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IN FOCUS – Lawfare to Win Elections


The term “lawfare” is obviously derived from a combination of the words “law” and “warfare.”  It is used in several contexts, but here it is used to describe the calculated efforts of Leftist organizations and operatives to achieve electoral victories unfairly.  Through lawfare, victory is achieved not through the basic democratic approach of attracting the most votes from qualified voters but by manipulating and perverting the legal system to obtain an unfair electoral advantage.

Pre-2020 Election Rule Changes

The Constitution expressly vests authority in state legislatures to set the rules for federal and state elections.  Article I, Section 4 states: 

The Times, Places and Manner of holding Elections for Senators and Representatives, shall be prescribed in each State by the Legislature thereof; but the Congress may at any time by Law make or alter such Regulations….  [Emphasis added.]  

State legislatures have done their constitutional duty since the founding of the country without interference.  They determine the rules governing absentee ballots.  They determine the date by which voters must register to vote.  They decide whether a voter must show identification and a host of other issues designed to ensure elections are conducted fairly.  By and large, state courts have understood that they have no role in the process, as the Constitution is clear in having entrusted this responsibility to state legislatures.

And then came COVID.  In the months before the 2020 election, there was an unprecedented avalanche of “lawfare” suits, generally brought by Democrats working with Leftist organizations like the ACLU.  These suits sought at the state level to loosen the rules by which elections are held.  Leftist lawyers took full advantage of the COVID pandemic, demanding courts override state election laws to make voting “easier and safer.”  By August 31, 2020, 245 lawsuits in 45 states against state election integrity laws had been filed on “COVID” grounds alone.  The lawsuits demanded expanded mail-in voting, more early voting, ballot drop boxes, and acceptance of absentee ballots not received until after Election Day.  All of these changes were believed to have created more favorable conditions for Democrat candidates.

The Democrats’ top election lawyer is Marc Elias, who first drew attention after his work orchestrating Al Franken’s recount challenge to Minnesota GOP Senator Norm Coleman, which gained the Democrats the 60-vote Senate margin they needed to pass Obamacare.  Elias had already made his mark on history, having been credited with playing a key role in fashioning the false Russiagate narrative used against President Trump:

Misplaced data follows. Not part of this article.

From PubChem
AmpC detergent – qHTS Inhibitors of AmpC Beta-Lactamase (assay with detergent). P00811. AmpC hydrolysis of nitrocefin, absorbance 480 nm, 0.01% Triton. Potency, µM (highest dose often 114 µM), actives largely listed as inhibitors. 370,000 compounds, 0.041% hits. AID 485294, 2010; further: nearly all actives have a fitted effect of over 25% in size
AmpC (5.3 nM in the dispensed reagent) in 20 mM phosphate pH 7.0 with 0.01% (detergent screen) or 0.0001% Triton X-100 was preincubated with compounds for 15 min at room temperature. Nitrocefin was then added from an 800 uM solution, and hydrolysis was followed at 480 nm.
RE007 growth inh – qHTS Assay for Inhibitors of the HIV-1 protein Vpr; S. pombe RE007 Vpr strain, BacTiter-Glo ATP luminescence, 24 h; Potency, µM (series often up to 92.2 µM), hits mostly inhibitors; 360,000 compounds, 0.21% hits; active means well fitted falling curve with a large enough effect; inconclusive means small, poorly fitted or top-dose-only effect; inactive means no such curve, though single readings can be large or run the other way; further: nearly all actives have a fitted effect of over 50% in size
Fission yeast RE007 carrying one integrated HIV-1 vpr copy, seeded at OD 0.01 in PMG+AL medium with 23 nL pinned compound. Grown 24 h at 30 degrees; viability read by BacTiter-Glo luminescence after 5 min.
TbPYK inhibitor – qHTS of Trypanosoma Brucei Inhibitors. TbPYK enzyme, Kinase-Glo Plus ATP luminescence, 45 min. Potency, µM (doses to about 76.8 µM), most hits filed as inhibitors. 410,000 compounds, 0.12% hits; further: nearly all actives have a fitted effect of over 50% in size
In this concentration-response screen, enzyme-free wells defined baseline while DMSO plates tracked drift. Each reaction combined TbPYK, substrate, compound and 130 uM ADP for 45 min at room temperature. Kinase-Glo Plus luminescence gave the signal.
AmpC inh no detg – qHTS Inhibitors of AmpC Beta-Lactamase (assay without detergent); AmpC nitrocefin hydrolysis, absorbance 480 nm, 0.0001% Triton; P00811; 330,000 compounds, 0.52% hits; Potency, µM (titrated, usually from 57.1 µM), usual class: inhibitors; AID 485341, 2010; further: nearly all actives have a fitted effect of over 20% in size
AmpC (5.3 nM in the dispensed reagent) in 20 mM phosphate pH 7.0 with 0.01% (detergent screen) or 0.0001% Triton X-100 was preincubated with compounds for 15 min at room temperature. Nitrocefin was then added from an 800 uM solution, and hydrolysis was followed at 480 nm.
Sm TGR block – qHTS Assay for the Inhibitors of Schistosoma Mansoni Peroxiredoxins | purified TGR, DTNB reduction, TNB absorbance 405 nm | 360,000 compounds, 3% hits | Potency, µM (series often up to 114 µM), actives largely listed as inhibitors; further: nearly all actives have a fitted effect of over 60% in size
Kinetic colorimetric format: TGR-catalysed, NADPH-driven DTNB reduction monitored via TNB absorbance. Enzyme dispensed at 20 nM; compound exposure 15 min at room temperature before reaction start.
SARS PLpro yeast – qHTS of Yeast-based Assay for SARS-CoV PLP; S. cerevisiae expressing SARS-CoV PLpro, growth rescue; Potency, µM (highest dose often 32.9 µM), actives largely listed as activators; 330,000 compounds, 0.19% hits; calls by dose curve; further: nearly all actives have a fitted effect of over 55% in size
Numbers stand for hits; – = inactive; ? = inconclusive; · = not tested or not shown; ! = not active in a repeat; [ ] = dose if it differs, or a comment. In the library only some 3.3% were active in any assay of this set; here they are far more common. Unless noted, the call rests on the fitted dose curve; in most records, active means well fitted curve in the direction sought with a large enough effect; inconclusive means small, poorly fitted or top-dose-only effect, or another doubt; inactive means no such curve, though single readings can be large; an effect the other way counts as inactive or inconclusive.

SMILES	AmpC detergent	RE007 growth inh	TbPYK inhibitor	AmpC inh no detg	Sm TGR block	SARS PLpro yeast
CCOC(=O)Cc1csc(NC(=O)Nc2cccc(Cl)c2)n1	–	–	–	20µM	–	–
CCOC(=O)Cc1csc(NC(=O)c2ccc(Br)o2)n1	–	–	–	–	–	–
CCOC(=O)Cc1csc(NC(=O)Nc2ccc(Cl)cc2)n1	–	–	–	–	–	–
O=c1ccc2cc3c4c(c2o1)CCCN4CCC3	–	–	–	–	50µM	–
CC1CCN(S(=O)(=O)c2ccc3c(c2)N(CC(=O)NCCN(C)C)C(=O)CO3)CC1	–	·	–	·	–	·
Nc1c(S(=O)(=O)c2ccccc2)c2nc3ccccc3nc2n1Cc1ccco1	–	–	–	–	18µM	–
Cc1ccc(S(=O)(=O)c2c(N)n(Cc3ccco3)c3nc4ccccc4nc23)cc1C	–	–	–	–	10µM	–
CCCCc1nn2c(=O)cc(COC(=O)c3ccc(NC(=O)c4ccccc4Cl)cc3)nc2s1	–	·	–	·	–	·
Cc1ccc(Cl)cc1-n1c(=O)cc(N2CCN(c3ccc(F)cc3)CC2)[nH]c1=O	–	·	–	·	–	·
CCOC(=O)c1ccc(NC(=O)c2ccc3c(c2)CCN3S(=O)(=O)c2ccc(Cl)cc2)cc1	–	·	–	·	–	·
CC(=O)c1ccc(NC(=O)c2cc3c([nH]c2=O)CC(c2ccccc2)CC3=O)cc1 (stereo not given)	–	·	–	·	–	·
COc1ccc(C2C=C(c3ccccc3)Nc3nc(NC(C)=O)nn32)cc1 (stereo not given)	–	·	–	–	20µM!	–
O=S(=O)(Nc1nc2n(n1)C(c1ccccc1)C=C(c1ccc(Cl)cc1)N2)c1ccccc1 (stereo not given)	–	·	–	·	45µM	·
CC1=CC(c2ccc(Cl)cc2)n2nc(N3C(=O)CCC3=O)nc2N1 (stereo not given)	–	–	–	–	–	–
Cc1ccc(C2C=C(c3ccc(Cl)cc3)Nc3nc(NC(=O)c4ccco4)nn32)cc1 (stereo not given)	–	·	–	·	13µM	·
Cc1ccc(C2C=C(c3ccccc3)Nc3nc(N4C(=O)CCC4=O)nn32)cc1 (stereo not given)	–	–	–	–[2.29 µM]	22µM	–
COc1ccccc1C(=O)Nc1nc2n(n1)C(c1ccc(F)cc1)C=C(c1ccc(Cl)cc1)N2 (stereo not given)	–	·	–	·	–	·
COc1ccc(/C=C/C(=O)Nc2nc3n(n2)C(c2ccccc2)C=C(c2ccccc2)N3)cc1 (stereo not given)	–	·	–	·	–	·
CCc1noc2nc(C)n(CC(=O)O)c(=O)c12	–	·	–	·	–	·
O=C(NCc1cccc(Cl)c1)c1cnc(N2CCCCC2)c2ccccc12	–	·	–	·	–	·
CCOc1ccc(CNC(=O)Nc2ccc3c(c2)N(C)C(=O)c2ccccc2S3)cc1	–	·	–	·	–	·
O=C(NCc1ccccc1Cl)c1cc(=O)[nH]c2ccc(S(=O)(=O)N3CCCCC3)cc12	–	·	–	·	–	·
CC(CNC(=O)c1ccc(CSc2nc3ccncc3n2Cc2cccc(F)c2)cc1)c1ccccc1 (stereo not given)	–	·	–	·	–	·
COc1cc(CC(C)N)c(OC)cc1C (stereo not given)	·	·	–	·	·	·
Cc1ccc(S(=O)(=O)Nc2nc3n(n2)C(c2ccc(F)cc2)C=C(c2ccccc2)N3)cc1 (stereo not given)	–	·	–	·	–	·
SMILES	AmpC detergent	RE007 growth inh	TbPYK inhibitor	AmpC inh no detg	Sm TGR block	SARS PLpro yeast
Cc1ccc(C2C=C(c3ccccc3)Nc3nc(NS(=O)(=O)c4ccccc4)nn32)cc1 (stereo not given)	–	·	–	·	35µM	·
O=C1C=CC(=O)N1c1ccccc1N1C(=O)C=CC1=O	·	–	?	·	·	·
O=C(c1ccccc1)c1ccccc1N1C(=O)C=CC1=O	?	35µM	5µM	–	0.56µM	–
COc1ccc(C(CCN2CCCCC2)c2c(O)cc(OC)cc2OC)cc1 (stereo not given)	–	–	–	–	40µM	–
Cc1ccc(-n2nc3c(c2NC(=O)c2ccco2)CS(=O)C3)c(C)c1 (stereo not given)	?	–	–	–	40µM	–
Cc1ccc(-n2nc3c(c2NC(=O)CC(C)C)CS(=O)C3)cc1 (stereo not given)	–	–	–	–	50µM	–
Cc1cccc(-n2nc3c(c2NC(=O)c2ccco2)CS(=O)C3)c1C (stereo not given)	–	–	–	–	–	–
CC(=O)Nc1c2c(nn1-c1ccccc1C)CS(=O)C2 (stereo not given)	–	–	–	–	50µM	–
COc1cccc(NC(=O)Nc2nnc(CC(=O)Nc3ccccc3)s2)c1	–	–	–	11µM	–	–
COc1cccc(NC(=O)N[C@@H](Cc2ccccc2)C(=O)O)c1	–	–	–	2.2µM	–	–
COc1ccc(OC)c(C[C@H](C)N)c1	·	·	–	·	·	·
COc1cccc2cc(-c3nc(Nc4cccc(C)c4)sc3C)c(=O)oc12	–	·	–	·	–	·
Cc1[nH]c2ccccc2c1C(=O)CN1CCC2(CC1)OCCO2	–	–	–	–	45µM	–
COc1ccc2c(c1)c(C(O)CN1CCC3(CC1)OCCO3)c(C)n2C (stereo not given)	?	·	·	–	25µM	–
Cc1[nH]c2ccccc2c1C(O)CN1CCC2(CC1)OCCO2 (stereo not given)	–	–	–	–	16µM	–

Elias, who worked for the 2016 Hillary Clinton presidential campaign and Democratic National Committee, is perhaps best known for commissioning opposition research firm Fusion GPS to produce the fraudulent Steele dossier.

Described as the “Democratic general directing an army of left-wing lawyers in their bid to win back the Senate and take down President Donald Trump,” Elias is “known for his hyper-aggressive legal battles to overturn state election laws … including voter ID and absentee ballot witness requirements, and bans on ballot harvesting,” all to aid Democrats.  The Democratic National Committee alone paid Perkins Coie, Elias’ firm at the time, more than $11 million to attack state election integrity laws in 2020.

As former federal prosecutor Sol Wisenberg notes, sometimes the Democrats were pushing against an open door:

There was lawfare practiced openly.  It was done … by the Democrats …. [T]hey entered into consent decrees with friendly state attorney generals that ended up changing state election safeguards.  It allowed for earlier voting.  It allowed for absentee and mail-in balloting.  There is nothing wrong with that if people of a state, a legislature of a state votes for it.  But when it’s done through a consent decree or … a judge that has … an illegitimate interpretation of state statutory law that’s a problem.

Republican Party of Pennsylvania v. Boockvar

Before the 2020 election, Democrat lawyers sought an election rule change from the Democrat-controlled Pennsylvania Supreme Court.  The state court overrode a Pennsylvania state law which required mail-in ballots be received by 8:00 p.m. on election night in order to be counted.  The court created a three-day late-arrival “grace period” out of whole cloth.  Citing to possible “mail delays caused by the COVID pandemic,” the state court usurped the authority of the state legislature, overriding state law.  Pennsylvania Democratic Party v. Bookvar (Sept. 17, 2020).

On September 20, 2020, the Pennsylvania Republican Party sought an emergency stay of the state court decision from the U.S. Supreme Court.  Justices Thomas, Alito, Gorsuch and Kavanaugh would have granted the request, but it failed on a split vote of 4-4, as Chief Justice Roberts voted against consideration.  (Justice Ginsburg died two days before, on September 18.)  The Republican Party again came to the Supreme Court to seek relief before the election, but on October 28, 2020, the U.S. Supreme Court refused to expedite the case, citing the proximity to the election.  Justices Thomas, Alito, and Gorsuch blamed the Court itself for not hearing the case when there was time to decide it.  Justice Amy Coney Barrett had been sworn in on October 26, 2020, but declined to participate in that decision, perhaps to avoid looking as if she was there to serve the interests of President Trump.

After the election, on February 22, 2021, the Supreme Court declined to review the case over the dissents of Justices Thomas, Alito, and Gorsuch, and the Pennsylvania court’s illegitimate ruling was allowed to stand.

Texas v. Pennsylvania, et al.